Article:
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Only in Israel: WeWork and the Hebrew Hammer
How a WeWork event in Tel Aviv led to an "only in Israel" encounter.
On Monday, May 2nd, I ventured into my office at WeWork in the south of Tel Aviv. What I thought would be just another day at the office, as they say.
When I walked into the massive lobby, I saw four long tables connected into a single row, on top of them a lavish spread of hummus, falafel balls, pitas, and Israeli salads, with Israel’s Independence Day decorations to boot.
WeWork members were making their way into the lobby of the five-story building, standing around and anxiously awaiting a complimentary lunch that, on occasion, is customary at WeWork.
One of these members, a burly man — likely in his late 20s or early 30s, standing around 183 centimeters tall, with a scruffy beard — was holding a large inflatable hammer designed with the Israeli flag.
“The Hebrew Hammer!” I said out-loud from about seven feet away, chuckling, as I walked over to him, a complete stranger to me. “Yeah, that’s right!” he replied.
“You know, it’s funny,” I continued, “because I’m actually making a video right now called What would a Jewish Disneyland look like? — and I’m putting the Hebrew Hammer in it as one of the mascots who would be roaming around the park.”
We then talked about the once-upon-a-time actual plans to build an “Israeli Disneyland” in Dimona (a city in the south of Israel) — plans of which I later discovered only after coming up with the concept for this aforementioned video. Turns out, Mr. Hebrew Hammer’s friend works for the Israeli government and told him that the “Israeli Disneyland” never got off the ground due to funding issues.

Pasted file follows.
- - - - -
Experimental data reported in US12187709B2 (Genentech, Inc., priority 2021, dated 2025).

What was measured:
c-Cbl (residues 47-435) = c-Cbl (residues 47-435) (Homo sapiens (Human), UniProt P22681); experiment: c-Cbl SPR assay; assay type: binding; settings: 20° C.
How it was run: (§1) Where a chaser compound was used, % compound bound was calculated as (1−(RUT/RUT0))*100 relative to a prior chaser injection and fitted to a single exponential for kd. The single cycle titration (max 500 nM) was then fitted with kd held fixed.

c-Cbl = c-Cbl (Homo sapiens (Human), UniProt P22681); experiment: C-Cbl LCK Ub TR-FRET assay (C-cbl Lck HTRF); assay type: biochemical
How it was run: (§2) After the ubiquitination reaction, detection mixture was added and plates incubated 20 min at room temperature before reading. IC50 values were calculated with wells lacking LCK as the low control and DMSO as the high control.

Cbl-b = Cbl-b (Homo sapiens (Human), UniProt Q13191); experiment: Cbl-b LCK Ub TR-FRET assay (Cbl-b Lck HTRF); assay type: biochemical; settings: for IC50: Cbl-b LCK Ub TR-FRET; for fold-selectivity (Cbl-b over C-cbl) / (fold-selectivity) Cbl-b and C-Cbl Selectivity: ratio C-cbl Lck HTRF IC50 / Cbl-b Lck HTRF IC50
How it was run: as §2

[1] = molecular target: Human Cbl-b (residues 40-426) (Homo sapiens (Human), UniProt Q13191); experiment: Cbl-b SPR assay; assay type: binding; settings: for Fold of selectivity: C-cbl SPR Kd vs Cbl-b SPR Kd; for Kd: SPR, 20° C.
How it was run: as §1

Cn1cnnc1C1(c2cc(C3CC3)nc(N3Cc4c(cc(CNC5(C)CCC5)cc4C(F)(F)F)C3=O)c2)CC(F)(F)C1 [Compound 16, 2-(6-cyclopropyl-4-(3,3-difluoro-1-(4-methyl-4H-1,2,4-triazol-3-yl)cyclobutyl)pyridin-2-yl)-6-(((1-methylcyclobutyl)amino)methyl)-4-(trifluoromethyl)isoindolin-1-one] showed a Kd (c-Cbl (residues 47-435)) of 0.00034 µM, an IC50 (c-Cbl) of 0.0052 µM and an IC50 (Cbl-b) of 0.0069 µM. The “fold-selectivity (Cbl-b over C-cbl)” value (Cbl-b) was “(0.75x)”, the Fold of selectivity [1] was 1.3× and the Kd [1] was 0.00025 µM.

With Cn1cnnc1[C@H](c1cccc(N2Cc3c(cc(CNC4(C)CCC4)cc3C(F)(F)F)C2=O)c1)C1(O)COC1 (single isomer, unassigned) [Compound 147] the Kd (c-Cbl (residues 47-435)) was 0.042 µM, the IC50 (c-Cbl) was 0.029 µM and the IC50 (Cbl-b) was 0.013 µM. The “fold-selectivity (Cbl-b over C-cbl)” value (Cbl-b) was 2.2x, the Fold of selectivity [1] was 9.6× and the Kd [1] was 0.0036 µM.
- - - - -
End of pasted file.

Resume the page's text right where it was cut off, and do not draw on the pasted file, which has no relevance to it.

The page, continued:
But here’s where the story gets interesting: Mr. Hebrew Hammer (his name is actually Roy, which he later told me) asked what I’m doing working from WeWork (a common question among WeWork members who don’t know each other). So I told him that I’m being an app that connects people around the world to Judaism.
“No way!” he said. “Do you know Reut?”
“You mean, the Reut Institute?” I asked.
“Yeah,” he clarified.
Long story short, Roy is the director of Tikkun Olam Makers (TOM) in Israel, as well as the head of R&D for TOM Global. Apparently their office is at the same WeWork as mine, fittingly in the Impact Labs section of the building.
If you haven’t heard of TOM, I think it’s one of the coolest initiatives in the Jewish world today — a global movement of communities that creates and disseminates affordable solutions to neglected challenges of people living with disabilities, the elderly, and the poor.
Roy started at TOM as a volunteer some four years ago, while he was studying Plastic and Polymers Engineering at Shenkar College in Israel. As a student, he founded the TOM community at Shenkar to act as a bridge between the campus’ innovative environment and its surrounding community’s social needs.
During his time at TOM, he led a group of engineers and surf instructors to develop the first surfboard for people with disabilities, and later co-founded Wave Ability, a nonprofit organization that offers access to beaches and surfing experiences for people with disabilities.
Roy invited me to come check out their offices, and he showed me one of his favorite projects: a toy designer who worked with a disabled high school student to design a prosthetic that would help her play the violin.
Check out this video to learn more about TOM’s amazing violin prosthesis project:
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